First Chicago NBD Corp. is back in the hunt for acquisitions and will focus on its home region.
"The Midwest is what we know-we're comfortable with the markets," said Verne G. Istock, chairman, president, and chief executive officer of the $113 billion-asset banking company.
"But we aren't limited to that," he said in a telephone interview last week. "We're looking to expand into growing markets that are attractive."
Similar comments that Mr. Istock made to analysts helped spur a jump in the share price of Mercantile Bancorp of St. Louis. First Chicago and First Union Corp. were seen as the most likely suitors in widely rumored merger talks. (See back page.)
Analysts said Mercantile is probably the most desirable target in the Midwest, with its 23% share of the Missouri market, according to SNL Securities.
First Chicago would have to consider an acquisition of at least that size, investment bankers say, to maintain its status as an industry leader.
In the past year, they observed, the size difference between the six largest U.S. banking companies and the next six has grown. In that top tier, First Union and NationsBank Corp. have been especially aggressive on the acquisitions front.
How First Chicago and others in the second six respond will determine if they take places alongside the industry elite or wind up as targets themselves.
Analysts suggested First Chicago will look at companies that will bolster its middle-market business.
"To get the capital markets capabilities competitive, they need more mass," said Ryan, Beck & Co. analyst Lawrence Cohn. He said a deal for Mercantile or Firstar Corp. of Milwaukee, or a merger of equals with Cleveland-based National City Corp. would fill the bill.
Although First Chicago's stock has gained enough recently to make bids for these companies feasible, some say the bank faces some challenges.
First Chicago's 14.9 price-earnings multiple is below those of many peers, including U.S. Bancorp (19.4), Banc One Corp. (18.4), and Norwest Corp. (16.9).
The low multiple stems from the 1995 merger of First Chicago Corp. with NBD Corp. of Detroit, a combination of big but rather different organizations. First Chicago was known more for its corporate lending, NBD for retail and middle-market concentrations.
First Chicago may not have the currency to prevail in a competitive contest for a desirable company, as happened recently over Barnett Banks Inc. of Florida.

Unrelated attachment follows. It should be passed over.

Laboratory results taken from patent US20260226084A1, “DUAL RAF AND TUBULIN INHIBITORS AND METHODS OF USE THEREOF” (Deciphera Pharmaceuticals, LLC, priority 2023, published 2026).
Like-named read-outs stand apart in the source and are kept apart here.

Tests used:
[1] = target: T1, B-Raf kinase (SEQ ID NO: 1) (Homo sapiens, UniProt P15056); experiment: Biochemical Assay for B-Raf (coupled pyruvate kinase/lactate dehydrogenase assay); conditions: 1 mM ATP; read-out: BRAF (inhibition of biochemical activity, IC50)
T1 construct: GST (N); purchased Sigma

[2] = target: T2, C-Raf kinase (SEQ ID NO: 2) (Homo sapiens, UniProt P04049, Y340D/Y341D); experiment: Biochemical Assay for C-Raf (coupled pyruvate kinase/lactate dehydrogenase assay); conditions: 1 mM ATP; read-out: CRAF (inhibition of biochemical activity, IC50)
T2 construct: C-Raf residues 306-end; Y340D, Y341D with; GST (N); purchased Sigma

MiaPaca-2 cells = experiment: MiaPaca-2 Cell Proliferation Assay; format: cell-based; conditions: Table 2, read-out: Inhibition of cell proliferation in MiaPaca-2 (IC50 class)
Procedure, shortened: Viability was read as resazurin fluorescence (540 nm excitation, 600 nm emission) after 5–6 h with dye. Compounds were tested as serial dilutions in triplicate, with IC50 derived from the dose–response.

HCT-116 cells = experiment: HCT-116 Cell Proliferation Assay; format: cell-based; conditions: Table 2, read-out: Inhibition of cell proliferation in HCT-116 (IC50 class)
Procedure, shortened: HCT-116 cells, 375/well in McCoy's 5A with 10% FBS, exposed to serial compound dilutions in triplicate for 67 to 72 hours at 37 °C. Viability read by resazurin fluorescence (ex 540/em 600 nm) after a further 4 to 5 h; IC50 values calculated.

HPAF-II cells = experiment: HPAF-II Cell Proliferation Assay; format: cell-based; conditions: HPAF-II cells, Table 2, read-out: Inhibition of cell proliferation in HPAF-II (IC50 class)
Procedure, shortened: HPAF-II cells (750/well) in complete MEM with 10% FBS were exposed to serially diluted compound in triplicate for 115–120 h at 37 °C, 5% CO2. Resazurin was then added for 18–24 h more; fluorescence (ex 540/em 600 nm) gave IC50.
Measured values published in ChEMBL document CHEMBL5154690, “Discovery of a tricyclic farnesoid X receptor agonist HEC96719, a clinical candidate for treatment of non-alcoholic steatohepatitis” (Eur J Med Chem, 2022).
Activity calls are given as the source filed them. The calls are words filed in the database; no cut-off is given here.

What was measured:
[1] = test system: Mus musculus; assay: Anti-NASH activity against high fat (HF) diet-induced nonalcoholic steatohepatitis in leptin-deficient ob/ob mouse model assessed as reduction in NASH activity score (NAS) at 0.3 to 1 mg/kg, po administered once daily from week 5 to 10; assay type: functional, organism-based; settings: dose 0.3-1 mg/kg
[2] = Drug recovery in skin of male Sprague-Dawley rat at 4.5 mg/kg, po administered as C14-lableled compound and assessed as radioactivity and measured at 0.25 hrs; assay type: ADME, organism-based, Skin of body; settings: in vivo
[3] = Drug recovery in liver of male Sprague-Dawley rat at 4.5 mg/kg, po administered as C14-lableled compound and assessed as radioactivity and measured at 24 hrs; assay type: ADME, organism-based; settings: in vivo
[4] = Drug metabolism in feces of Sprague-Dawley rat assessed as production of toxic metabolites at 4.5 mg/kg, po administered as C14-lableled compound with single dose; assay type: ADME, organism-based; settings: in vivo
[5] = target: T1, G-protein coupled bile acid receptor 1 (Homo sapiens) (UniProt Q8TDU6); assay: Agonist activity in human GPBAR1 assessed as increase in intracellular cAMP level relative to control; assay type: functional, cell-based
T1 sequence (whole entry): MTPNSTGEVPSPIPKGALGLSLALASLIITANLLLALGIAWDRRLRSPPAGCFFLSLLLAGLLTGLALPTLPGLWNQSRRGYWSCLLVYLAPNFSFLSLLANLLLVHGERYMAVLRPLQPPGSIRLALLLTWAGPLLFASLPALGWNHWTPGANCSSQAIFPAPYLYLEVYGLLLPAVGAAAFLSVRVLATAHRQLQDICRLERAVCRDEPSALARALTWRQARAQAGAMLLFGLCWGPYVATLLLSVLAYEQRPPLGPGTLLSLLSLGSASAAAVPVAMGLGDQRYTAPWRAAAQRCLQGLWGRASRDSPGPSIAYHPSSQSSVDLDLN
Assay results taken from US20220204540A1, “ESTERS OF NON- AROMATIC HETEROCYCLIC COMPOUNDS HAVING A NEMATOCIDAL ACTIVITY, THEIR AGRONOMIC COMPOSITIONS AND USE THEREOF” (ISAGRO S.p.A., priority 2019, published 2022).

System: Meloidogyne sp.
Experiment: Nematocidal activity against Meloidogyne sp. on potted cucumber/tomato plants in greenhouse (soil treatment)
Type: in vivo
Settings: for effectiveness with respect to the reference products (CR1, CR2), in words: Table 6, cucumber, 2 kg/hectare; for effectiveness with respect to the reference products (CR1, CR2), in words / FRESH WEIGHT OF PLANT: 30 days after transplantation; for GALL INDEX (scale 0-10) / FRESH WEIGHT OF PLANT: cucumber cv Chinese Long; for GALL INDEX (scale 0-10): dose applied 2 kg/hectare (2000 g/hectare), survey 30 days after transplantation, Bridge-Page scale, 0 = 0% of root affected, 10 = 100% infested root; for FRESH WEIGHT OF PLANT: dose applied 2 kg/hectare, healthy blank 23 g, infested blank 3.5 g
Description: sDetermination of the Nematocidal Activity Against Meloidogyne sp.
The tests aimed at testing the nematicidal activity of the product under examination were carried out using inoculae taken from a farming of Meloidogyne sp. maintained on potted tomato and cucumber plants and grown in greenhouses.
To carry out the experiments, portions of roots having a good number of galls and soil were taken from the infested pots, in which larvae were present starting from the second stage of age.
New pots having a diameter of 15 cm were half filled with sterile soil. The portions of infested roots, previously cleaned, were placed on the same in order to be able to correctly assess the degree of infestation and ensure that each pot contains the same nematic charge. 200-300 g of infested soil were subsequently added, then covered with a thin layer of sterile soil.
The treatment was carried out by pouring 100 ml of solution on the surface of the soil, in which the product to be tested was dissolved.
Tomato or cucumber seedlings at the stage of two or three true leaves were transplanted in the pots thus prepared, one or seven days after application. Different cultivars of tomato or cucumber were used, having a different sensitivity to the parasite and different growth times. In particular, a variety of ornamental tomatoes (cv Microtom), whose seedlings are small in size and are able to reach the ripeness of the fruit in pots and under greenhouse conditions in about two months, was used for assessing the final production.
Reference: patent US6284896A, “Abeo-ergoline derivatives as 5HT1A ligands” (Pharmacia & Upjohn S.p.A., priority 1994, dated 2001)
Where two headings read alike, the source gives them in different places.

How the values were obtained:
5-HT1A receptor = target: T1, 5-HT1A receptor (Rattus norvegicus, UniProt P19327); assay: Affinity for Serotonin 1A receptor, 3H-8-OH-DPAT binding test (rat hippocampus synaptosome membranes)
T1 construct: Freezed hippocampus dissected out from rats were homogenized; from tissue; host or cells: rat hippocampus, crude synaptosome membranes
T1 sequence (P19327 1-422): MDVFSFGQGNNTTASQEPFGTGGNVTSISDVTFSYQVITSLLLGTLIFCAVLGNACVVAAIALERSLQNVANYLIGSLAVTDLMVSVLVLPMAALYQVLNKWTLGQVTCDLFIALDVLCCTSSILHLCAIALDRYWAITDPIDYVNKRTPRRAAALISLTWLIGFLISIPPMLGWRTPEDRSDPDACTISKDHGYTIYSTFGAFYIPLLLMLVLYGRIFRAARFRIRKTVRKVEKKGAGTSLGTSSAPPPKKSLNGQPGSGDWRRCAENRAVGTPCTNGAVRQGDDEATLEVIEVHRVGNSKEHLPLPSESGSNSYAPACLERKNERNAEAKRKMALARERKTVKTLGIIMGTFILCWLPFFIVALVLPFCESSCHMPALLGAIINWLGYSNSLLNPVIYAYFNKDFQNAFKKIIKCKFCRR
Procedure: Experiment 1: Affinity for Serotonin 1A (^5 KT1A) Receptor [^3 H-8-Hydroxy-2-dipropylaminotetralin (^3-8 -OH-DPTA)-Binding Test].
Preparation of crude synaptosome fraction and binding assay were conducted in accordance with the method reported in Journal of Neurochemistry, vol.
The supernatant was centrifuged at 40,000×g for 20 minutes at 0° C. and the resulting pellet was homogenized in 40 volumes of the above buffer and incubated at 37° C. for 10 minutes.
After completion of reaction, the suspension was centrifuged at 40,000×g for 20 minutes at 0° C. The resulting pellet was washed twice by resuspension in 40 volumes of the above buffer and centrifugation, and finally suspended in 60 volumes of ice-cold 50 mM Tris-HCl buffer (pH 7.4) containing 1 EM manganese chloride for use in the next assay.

"In an outright bidding situation, they can't win," Mr. Cohn said.
Analysts also noted that First Chicago faces competition not only from First Union and others from outside the Midwest, but also from Dutch bank ABN Amro, already a potent rival in the Chicago region.
Sources said ABN Amro, which in the past two years has acquired banks, thrifts, a brokerage, and futures trading shops in Illinois and Michigan, recently held preliminary talks with Northern Trust Corp., the Chicago- based banking company with a strong trust and securities processing specialty. Those talks apparently have broken off.
ABN Amro spokesman Jules Prast downplayed the bank's interest in Northern Trust or any other bank until it fully integrates Standard Federal Bancorp, the Troy, Mich.-based thrift it bought last year for $1.9 billion.
"We never say never, but in general we want to pay attention to integrating Standard Federal rather than new acquisitions," Mr. Prast said. "Clearly it is our intention to defend our franchise in the Midwest."
Mr. Istock gave the impression in his interview that he was wary of being drawn into a pricey deal. NationsBank's agreement to pay 4.1 times book value and 23 times earnings for Barnett represents "a disturbing trend," he said.
"You're stretching the envelope. Unless you can realistically see the synergies from cost savings or revenue enhancements, it's silly to promise them. The savings that banks are talking about now are so high it raises questions about whether they're achievable."